Software giant SAP missed market expectations and its own forecast for fourth-quarter license sales, as growth slowed in the United States, knocking its shares down more than 10%.
Fourth-quarter license sales -- which are key to future service and maintenance revenue -- were about 1.26 billion euros ($1.63 billion), less than the 1.348 billion euros average forecast in a Reuters poll of 23 analysts.
For all of 2006, license sales grew 11%, or 13.5% in constant currency, far short of the goal the company set of 15% to 17% in constant-currency growth.
SAP, which is the world's biggest maker of business software, but faces increasingly fierce competition from arch-rival Oracle, gave no reason in its preliminary results statement for the weaker performance.
But it said its license sales in the United States -- its traditional sales driver -- grew just 4%, or 15% at constant currencies. That compares with growth of 15%, or 20% at constant currencies, in the third quarter.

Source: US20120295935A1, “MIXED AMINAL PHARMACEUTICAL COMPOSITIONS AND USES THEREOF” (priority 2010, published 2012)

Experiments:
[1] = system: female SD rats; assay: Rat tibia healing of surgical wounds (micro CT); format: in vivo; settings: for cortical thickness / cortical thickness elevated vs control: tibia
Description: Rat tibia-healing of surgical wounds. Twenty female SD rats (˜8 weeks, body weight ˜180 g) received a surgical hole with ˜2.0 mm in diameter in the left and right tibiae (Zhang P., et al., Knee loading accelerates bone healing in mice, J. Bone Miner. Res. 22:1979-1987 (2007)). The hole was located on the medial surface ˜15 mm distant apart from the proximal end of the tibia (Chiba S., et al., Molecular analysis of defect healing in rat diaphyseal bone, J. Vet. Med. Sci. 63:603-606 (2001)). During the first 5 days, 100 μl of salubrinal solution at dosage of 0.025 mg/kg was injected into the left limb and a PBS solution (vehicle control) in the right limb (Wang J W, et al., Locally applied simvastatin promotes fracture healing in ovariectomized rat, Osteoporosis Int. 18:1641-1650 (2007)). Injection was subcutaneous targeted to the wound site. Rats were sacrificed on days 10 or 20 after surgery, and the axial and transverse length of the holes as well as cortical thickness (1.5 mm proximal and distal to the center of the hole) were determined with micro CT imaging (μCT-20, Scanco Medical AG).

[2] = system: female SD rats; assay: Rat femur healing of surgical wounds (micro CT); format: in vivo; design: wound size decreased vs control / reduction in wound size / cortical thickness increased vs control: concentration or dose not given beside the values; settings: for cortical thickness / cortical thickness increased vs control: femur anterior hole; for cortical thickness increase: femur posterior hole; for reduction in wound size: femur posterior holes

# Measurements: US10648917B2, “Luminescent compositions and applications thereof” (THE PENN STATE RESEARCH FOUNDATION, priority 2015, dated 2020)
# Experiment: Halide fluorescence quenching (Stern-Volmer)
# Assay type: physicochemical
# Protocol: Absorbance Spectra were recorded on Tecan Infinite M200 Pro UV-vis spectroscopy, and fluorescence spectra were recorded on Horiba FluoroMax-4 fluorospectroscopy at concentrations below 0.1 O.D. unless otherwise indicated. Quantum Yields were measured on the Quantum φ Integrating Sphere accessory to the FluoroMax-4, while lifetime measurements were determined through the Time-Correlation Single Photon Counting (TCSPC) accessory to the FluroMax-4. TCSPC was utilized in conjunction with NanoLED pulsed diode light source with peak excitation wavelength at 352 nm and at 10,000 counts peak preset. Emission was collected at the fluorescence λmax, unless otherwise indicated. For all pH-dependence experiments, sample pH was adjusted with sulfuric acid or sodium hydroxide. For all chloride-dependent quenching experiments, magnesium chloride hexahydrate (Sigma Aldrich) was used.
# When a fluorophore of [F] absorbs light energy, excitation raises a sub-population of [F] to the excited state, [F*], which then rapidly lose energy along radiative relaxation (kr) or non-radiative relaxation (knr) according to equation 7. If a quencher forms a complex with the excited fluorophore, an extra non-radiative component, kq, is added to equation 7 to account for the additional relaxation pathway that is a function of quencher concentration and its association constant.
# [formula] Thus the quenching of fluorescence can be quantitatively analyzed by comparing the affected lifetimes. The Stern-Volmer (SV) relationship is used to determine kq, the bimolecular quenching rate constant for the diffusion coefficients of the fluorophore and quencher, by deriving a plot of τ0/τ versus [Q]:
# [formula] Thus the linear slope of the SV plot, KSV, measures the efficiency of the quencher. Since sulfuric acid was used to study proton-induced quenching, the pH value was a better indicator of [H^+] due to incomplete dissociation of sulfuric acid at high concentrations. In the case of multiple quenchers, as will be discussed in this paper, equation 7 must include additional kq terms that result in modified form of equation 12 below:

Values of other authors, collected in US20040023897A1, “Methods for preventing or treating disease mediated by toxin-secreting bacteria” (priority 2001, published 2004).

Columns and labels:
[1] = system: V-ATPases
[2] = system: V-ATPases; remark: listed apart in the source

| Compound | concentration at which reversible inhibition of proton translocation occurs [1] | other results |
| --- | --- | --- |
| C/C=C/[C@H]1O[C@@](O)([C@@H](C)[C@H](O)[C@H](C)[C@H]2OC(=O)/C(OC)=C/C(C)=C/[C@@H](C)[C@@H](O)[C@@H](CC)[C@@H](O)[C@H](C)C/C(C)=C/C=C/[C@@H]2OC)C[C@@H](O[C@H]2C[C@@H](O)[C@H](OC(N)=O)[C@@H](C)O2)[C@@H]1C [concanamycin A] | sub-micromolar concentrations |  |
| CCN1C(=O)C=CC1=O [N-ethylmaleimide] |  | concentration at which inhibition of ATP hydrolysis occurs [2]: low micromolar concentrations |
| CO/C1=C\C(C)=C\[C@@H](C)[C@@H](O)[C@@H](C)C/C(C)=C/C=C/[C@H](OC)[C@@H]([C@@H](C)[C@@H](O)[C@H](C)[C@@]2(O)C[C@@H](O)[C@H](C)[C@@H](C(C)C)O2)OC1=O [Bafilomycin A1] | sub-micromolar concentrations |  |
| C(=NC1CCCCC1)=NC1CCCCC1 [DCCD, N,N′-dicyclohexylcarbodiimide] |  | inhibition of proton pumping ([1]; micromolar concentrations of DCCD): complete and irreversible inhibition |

SAP makes much of its revenues in U.S. dollars, but has a large cost base in the euro zone, meaning the strong euro hurt its results.
But the company said its share of the core enterprise applications market rose 3 percentage points year-on-year to about 24.2% at the end of 2006.
SAP trades at about 23 times forecast 2007 earnings, according to Reuters Data, significantly more than Oracle's 16 times expected 2006-2007 earnings.
Oracle, a database specialist, has spent billions of dollars buying companies in the faster-growing software applications sector in recent years to better challenge SAP on its own ground, but that strategy is as yet unproven.